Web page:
Agri-Environment Monitoring

We have been working as part of a consortium with CCRI (Countryside and Community Research Institute) and LUC, an environmental consultancy. The consortium has recently been successful in winning three agri-environment monitoring and evaluation projects under the Defra/Natural England ESME framework. Agri-environment schemes are important because they set out to provide funding to farmers and land managers to farm in a way that supports biodiversity and enhances the landscape.

Patterns of conversion from grassland to cultivation
Field parcels with 2018 CROME classes (top) and May 2018 Sentinel-2 image (bottom). Parcels show different patterns of grassland retention and conversion of grassland to cultivation

In one of these projects we are looking at SSSIs (Sites of Special Scientific Interest). These sites are ‘special’ because of their habitats, species or geology. Agri-environment schemes have an important role to play in ensuring that they are maintained and protected. SSSIs contribute to a government goal of restoring 75% of over a million hectares of terrestrial and freshwater protected sites to a favourable condition securing their wildlife value for the long term. SSSIs represent some of the best of England’s biodiversity sites and it is important to Defra and Natural England to be able to evaluate the contribution that agri-environment schemes make in delivering for biodiversity when they occur on SSSIs. Our task was therefore to evaluate the evidence of change in condition, assess the evidence of the relationship between agri-environment schemes and changes in SSSI condition and understand what motivates owners and occupiers to manage their SSSIs.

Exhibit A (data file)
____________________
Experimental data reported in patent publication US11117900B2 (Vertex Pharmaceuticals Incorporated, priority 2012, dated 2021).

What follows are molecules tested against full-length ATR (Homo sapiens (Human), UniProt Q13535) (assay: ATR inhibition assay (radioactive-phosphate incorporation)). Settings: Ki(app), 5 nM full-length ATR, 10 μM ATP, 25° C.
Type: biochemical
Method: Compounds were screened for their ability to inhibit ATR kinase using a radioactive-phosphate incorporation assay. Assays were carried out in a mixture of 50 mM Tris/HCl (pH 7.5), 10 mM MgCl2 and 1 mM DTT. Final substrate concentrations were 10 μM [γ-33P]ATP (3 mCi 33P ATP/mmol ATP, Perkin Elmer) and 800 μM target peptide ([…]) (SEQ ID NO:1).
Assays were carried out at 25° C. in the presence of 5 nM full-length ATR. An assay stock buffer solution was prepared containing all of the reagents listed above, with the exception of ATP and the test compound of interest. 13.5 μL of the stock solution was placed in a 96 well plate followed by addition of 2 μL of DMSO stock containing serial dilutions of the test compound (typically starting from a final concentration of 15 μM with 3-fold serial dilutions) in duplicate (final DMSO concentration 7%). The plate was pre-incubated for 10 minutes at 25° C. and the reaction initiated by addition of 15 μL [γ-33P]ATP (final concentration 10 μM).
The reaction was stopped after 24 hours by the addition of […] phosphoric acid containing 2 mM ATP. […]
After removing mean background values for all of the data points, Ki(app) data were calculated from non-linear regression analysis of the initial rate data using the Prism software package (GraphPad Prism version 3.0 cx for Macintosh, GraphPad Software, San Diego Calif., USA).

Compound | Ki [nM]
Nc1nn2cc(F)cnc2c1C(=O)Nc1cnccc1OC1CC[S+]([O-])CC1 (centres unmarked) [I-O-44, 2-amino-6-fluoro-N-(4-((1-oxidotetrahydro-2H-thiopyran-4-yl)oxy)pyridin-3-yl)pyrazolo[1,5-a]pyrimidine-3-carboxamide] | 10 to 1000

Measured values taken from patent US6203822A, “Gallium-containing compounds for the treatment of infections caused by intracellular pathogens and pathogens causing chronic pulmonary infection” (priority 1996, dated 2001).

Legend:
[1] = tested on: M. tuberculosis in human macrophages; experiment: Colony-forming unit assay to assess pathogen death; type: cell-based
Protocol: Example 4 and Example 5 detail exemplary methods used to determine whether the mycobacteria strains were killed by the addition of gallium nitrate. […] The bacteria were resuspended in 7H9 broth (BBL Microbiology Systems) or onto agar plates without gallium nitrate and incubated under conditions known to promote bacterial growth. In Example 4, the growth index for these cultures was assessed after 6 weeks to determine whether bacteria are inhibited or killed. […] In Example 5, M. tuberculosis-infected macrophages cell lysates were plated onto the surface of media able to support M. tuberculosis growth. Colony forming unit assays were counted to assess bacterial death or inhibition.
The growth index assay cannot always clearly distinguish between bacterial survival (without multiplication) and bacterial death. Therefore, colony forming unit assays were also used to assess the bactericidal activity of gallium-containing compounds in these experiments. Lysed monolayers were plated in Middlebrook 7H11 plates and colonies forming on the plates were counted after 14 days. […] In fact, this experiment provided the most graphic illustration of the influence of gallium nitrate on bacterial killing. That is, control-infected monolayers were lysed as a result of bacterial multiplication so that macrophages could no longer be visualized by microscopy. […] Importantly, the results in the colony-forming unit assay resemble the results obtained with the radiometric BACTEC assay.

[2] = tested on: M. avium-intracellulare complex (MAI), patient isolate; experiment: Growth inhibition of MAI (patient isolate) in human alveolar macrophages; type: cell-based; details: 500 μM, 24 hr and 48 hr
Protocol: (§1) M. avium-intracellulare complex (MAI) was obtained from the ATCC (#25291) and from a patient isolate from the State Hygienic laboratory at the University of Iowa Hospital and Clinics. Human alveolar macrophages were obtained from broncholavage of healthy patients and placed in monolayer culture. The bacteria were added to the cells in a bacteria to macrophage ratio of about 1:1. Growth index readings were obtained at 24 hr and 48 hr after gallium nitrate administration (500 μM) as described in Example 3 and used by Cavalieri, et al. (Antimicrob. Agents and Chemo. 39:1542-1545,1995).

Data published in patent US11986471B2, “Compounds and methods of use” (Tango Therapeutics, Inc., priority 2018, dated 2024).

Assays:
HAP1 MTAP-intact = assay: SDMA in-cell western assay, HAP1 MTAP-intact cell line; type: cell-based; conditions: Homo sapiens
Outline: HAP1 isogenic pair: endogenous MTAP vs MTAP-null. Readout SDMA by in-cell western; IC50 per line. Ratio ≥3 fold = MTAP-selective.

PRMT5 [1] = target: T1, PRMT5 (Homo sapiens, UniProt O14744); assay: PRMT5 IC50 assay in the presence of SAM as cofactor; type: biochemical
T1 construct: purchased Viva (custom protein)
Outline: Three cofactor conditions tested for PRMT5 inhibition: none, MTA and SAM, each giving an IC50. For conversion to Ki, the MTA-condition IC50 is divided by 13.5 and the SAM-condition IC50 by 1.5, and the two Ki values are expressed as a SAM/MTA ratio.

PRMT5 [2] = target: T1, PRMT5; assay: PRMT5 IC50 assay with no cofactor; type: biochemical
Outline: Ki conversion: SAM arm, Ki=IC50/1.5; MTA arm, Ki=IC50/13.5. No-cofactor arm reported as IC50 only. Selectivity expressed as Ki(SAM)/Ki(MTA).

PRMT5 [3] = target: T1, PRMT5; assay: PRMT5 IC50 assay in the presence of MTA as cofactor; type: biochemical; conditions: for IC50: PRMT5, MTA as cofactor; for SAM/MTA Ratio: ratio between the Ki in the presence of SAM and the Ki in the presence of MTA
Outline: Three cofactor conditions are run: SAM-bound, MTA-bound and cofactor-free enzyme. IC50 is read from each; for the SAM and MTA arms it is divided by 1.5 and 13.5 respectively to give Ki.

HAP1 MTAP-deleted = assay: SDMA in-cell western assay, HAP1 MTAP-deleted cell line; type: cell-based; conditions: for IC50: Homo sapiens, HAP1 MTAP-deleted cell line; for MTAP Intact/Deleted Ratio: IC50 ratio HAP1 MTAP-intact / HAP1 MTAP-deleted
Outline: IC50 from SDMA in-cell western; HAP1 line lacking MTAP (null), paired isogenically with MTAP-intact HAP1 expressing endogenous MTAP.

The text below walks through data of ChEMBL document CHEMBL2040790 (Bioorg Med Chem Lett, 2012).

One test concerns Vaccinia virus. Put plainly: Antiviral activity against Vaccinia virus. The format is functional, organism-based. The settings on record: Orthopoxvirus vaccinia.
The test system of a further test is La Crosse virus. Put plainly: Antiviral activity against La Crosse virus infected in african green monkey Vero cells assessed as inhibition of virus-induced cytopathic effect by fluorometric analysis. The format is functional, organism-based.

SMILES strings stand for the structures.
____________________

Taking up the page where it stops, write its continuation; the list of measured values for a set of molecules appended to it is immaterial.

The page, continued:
One of the other projects won under this framework seeks to quantify the retention and loss of grassland established through ‘arable reversion.’ Arable reversion occurs when farmers are paid a subsidy to lay aside arable land to grassland in the interests of biodiversity, enhancing landscape quality and conserving wildlife. This task uses the existing ‘CROME’ crop map of England and other data and compares it against current Sentinel satellite data, available directly from our own Data Services. Through spatial analysis it is possible to identify those parcels which have reverted to ploughing. When asked, farmers suggest that they will maintain arable land converted to grassland once the subsidy has ended but analysis suggests that this is not always the case. Understanding the motivation behind these decisions is important.